Traditional upholstery requires a lot more than just knowing how to use traditional materials and techniques! One must know about the origin and characteristics of the right upholstery supplies and where to source them.

Provincial Upholstery in the Southern Highlands of NSW in 1994 by Carlos Rodrigues; however, his experience dates back to his childhood in Portugal. Carlos has learned the upholstery trade inside out and has exclusive contacts worldwide. His expertise and knowledge have allowed him to source and import the highest quality upholstery supplies and materials worldwide to ensure his traditional upholstery is the best in Australia. Together with his wife Fernanda, Carlos has worked on various historic upholstery restorations over the space of many decades, including work for the Historic Houses Trust of NSW, Government House, and Vaucluse House.

We are proud to offer trade access to our unique industry supplies, including Mongolian Horsehair, European Flax Stitching Twine, Lacing cord, and Jute Scrim.

Let us explain a little more about our unique and traditional upholstery supplies.


Horsehair was used in upholstery centuries ago, well before springs were produced. Climatic conditions have a huge effect on natural products. The ideal horsehair needs to be thick for upholstery purposes of stuffing/padding or bed making. Thick horsehair can be found in parts of the world where climates are hard, cold and windy (so animals must develop a thick fur/coat for protection); places like Mongolia.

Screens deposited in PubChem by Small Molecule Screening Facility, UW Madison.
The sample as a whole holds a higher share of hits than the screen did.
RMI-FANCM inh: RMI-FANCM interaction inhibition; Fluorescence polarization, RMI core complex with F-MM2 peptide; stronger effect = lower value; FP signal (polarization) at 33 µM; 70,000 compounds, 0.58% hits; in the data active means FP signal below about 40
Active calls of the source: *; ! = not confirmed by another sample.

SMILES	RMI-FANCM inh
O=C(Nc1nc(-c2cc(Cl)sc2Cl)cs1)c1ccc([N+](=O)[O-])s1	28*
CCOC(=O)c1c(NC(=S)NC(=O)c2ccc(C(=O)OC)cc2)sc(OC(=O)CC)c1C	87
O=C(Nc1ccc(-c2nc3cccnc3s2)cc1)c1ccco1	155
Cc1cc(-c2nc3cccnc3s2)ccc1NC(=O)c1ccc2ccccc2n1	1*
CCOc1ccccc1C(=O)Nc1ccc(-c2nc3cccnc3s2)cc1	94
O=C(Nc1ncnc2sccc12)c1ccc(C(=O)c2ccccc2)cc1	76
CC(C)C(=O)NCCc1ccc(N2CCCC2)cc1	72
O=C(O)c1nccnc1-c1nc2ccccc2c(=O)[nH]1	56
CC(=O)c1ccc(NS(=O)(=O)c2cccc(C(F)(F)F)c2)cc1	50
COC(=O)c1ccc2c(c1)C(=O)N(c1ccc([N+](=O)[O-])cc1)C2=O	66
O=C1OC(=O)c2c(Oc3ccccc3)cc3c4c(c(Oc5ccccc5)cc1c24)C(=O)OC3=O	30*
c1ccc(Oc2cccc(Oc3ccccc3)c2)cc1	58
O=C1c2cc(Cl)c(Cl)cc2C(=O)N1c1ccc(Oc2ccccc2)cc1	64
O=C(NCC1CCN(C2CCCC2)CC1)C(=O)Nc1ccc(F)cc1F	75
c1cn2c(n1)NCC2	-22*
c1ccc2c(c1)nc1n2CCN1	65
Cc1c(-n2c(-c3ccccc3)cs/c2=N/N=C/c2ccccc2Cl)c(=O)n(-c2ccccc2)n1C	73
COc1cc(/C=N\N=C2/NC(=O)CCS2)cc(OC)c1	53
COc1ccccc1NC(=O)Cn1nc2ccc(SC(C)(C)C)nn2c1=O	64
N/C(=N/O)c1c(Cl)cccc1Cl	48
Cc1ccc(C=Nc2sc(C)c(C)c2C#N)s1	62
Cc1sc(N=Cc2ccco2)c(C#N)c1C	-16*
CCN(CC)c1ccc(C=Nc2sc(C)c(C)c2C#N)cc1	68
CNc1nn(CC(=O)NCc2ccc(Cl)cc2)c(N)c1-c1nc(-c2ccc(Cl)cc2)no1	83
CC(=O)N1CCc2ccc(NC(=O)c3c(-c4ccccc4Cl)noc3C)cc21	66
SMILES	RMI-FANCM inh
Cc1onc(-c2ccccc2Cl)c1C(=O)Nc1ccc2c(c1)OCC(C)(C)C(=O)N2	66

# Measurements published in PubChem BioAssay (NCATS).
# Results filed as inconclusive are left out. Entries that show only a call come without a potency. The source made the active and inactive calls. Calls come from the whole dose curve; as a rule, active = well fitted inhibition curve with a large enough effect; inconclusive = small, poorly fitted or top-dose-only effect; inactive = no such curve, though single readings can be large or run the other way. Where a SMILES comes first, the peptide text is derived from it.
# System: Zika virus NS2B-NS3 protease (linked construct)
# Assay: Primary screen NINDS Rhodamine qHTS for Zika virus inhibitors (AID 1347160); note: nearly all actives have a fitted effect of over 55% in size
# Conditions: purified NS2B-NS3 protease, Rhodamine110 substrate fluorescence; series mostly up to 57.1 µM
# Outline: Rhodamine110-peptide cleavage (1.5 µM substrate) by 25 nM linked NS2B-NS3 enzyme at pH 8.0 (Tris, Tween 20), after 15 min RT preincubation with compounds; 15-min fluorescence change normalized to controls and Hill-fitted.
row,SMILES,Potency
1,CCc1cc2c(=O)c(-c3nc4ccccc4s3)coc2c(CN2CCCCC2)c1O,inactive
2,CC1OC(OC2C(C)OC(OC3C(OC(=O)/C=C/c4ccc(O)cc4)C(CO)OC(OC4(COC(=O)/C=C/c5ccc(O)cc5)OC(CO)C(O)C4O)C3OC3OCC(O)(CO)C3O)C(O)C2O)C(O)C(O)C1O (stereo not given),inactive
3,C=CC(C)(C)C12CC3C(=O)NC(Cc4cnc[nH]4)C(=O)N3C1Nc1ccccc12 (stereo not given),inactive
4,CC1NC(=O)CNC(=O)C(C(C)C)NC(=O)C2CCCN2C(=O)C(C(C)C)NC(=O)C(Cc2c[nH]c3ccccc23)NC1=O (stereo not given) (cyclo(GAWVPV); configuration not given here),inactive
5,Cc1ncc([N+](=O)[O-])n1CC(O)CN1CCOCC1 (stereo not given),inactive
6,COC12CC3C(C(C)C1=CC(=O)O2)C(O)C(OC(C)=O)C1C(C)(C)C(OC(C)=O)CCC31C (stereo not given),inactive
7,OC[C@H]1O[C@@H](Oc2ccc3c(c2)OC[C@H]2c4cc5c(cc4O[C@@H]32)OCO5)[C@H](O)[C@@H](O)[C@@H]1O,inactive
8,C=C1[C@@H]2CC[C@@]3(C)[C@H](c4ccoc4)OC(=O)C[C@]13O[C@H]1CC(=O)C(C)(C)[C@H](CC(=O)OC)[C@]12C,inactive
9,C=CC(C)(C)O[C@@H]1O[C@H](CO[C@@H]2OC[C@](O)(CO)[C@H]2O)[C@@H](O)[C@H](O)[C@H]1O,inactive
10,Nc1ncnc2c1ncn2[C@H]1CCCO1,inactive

Traditional knowledge is strong, and demand is still fairly high across Europe and the UK for high-quality horsehair. The Horsehair we supply is processed in Switzerland, having been sourced from Mongolia, North-East China, even Kazakistan. Processing the hair involves combing and carefully cleaning grasses and insects and washing it at high temperatures (120 degrees Celsius). It is then plaited and steamed to permanently keep the curls, which gives the spring effect to the padding.

Linen Flax

Flax is a natural fibre used to create the highest quality stitching twine and lacing cord (much thicker) on the market. As discussed in our blog post about European Linen, Western Europe’s unique climatic conditions produce long, strong fibres, which in turn produce high-quality strong twine with a very high breakage point.

Linen/flax producers in other parts of the world are affected by different climatic conditions, which are not as favourable to the growth of flax fibres. For example, flax plants grown in North Africa produce a shorter fibre, where the climactic conditions are dry and hot. When these fibres are processed into fabrics or twines, they have a tendency to break at lower thresholds. This results in a poorer quality finished product, leading many to turn away from traditional flax/linen. The alternative is polyester twine, and while there isn’t anything wrong with its use, Provincial Upholstery prefers to use high-quality traditional materials wherever we can.

Jute Scrim

Jute Scrim is a derivative of a plant very well cultivated in India and Bangladesh. We use Jute Scrim sourced from India/Bangladesh in our work, instead of hessian, simply because its weave is finer. A regular weave will give a better and smoother edge when stitching horsehair.

Vegetal, or as they call it, vegetable hair.

This plant fibre is used as an alternative to horsehair, which we do not stock. It comes from a tiny palm tree found in Morocco and processed in Europe for the furniture industry. Provincial Fabric House does not stock or use Vegetal as it is susceptible to humidity. This fibre will also discolour to black, and most critically, it absorbs an odour of mould, making importation risky due to its necessity to be transported by sea.

Purchase our exclusive upholstery supplies imported directly from the manufacturers by clicking the link below & visiting our shop. Should you have any questions about these materials, we welcome you to contact us.